Jim Brown was the greatest running back to ever play professional football.  That is a debatable topic, but for sure the answer you will get in Cleveland, and they can back it up.  Jim Brown was the most dominating player at the running back position the game had ever seen when arrived on the scene in 1957.  What followed was 9 years of brilliance and supremacy.  Jim Brown was the original ultra back and set the standard that all other running backs would be measured against. 

The first thing that you need to know is that Brown was a BEAST at his position at 6’2” and 232 pounds.  The average backs at the time were in the 190-200 pound range and Brown weighed as much as most linebackers.  It was not just his size, that gave him such an advantage, but also, he was an amazing athlete and does not get the credit he deserves.  Brown was not only a complete back that could run, block and catch; he was also a kick returner, I bet you didn’t know that.  Can you imagine being 190 pounds running full speed on a kickoff and have to tackle Jim Brown running full speed at you?  Brown also threw 3 TD passes in his career, he was the do it all back and the best in the business. 

Jim Brown was just a tremendous athlete. While he was in college at Syracuse University Jim Brown walked on to all the major sports at the school and played football, basketball, baseball and lacrosse, lettering in all of them. Brown was just an all-around athlete that could do everything. Brown was considered one of the greatest lacrosse players of his era. In his senior season he led Syracuse Orangemen to an undefeated season. Brown was a 2 time all midfielder while playing lacrosse for Syracuse.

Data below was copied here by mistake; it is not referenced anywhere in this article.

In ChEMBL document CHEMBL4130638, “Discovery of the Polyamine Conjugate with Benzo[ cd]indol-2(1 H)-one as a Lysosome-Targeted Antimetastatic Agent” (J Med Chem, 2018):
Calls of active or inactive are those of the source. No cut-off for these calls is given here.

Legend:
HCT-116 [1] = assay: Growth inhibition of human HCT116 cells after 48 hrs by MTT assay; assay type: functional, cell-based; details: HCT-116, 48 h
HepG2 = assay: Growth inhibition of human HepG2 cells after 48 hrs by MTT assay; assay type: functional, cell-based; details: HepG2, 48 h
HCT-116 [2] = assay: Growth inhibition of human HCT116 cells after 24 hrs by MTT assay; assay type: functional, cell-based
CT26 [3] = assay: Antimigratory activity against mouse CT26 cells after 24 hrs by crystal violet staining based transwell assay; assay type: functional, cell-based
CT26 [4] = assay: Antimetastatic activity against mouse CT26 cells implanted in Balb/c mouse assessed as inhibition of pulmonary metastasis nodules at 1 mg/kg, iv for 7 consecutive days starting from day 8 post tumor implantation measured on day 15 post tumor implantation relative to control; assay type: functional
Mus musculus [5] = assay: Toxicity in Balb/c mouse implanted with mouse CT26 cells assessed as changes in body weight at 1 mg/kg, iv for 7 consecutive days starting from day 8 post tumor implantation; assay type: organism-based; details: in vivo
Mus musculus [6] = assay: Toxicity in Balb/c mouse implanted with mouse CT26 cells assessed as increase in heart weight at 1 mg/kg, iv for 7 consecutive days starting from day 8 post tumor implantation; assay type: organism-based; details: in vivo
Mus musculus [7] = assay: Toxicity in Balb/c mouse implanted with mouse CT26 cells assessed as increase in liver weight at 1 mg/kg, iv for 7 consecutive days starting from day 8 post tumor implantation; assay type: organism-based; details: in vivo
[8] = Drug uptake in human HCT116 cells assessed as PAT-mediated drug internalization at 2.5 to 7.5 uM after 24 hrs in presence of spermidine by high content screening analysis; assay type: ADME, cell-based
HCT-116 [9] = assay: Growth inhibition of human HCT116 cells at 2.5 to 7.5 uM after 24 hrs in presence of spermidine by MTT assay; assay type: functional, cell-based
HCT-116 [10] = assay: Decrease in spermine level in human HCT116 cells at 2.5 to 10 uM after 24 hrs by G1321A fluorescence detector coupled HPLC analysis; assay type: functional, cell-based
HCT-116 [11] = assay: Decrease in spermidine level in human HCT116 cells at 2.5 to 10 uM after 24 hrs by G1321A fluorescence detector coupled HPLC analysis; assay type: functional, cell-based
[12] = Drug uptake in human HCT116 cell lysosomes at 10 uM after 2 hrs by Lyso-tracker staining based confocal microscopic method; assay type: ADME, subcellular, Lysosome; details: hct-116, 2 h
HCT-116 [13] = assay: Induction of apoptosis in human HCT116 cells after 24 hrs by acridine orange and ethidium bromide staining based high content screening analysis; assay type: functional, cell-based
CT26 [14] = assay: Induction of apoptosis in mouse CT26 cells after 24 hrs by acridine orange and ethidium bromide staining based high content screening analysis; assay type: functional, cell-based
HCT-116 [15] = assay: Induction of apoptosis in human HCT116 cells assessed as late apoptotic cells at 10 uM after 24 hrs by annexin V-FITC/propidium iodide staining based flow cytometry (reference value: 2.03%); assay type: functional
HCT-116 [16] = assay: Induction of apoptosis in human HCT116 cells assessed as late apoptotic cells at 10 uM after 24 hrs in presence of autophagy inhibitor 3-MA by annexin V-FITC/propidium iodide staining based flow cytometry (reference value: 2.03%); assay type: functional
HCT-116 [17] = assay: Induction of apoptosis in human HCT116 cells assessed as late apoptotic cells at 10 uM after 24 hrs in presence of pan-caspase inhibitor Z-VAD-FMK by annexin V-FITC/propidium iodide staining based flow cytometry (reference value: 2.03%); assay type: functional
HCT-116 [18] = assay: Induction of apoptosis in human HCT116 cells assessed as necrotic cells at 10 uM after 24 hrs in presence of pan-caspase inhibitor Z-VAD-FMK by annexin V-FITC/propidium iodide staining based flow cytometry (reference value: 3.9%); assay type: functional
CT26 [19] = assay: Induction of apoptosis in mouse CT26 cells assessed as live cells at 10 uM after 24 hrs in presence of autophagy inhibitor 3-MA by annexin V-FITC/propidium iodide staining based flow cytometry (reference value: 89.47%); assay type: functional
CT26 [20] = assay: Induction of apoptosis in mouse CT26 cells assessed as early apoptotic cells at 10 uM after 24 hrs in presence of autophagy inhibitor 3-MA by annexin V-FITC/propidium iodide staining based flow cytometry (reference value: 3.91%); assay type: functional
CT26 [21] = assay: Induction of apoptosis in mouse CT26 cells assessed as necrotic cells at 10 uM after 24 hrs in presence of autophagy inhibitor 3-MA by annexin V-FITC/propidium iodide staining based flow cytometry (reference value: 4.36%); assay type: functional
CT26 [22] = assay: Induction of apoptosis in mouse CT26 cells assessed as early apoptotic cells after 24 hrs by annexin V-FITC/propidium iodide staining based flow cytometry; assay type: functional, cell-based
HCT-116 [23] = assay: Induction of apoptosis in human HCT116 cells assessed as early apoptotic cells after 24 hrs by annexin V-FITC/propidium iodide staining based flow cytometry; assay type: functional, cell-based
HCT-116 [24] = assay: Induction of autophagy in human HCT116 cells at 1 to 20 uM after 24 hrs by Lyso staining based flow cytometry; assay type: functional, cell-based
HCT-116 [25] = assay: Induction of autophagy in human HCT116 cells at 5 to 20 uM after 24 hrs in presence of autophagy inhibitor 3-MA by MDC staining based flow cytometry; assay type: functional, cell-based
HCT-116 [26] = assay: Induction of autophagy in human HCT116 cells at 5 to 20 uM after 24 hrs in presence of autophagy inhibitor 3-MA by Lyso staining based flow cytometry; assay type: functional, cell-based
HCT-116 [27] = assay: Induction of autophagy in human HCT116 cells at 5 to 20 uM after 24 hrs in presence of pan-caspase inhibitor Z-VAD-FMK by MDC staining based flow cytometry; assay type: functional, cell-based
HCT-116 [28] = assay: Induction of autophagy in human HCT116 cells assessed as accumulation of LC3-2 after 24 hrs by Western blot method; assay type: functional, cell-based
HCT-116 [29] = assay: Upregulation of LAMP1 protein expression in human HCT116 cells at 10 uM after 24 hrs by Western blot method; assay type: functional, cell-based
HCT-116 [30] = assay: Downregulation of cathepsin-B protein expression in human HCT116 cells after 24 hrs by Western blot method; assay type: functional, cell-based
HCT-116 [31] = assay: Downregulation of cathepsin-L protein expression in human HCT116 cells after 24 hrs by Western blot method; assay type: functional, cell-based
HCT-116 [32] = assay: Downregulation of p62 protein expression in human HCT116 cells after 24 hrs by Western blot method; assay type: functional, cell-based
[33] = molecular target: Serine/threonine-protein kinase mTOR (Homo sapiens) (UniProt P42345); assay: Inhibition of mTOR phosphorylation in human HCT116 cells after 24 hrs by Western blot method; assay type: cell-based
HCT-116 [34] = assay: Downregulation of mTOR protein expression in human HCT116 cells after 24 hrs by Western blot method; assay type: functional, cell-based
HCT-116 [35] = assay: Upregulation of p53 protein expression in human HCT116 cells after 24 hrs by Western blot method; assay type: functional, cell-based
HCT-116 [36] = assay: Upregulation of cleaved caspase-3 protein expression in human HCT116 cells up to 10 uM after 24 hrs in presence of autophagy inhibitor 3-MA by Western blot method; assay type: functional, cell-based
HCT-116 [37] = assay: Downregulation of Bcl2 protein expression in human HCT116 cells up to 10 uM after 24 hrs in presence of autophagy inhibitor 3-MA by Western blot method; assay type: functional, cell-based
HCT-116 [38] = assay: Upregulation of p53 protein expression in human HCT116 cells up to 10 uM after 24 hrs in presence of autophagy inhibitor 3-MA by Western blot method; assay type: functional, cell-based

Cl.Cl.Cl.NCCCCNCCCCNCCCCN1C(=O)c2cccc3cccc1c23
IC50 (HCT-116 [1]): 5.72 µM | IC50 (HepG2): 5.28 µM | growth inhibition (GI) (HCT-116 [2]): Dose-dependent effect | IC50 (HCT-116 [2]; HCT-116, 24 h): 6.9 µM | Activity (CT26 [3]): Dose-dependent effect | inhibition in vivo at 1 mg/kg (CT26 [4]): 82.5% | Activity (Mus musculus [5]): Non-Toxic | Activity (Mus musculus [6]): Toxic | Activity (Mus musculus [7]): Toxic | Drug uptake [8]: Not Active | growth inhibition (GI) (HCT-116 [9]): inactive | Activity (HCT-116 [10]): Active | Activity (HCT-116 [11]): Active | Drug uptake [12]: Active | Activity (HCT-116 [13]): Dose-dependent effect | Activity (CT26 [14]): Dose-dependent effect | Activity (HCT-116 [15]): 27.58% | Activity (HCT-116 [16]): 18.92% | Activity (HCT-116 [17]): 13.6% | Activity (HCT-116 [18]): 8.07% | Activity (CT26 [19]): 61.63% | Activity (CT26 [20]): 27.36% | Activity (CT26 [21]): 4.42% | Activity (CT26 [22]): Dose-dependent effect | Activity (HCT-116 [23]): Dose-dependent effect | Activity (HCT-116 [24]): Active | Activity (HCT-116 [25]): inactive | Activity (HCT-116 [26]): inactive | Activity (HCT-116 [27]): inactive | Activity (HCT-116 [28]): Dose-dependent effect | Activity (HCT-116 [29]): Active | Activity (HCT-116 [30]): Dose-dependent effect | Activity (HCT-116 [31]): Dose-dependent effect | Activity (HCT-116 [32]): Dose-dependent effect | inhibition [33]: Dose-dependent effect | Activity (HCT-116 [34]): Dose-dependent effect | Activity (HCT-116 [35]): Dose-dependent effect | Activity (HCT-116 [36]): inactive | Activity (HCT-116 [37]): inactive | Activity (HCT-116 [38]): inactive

I already mentioned about the size and speed of Jim Brown, but to truly understand the speed you have to realize that Jim Brown was also a member of the Syracuse track team in 1954. Then, just to show how dominant he was, in 1957 Brown competed in two sporting events on the same day. He started the day on the track and field where he won the javelin and the high jump event while finishing second in the discus toss. After he was done with the track to meet he went on to compete in a lacrosse game and led the Syracuse Orangemen to a victory over Army.

The tale of Jim Brown does not stop there though. Brown was also a boxer in college. His coach in college, Roy Simmons Jr., thought that Brown could have become the world heavyweight champion if he had dedicated himself to boxing. Think about this in the era of today, where there are some players who will compete in two sports, but how many players do you know that would have played in more than five sports and dominated all them. Jim Brown was truly in a class all of his own, and could easily be considered the greatest college athlete of all time as well. It would be fair to say that Jim Brown was the Jim Thorpe of his generation. There was nothing that he could not do, and do at the highest level.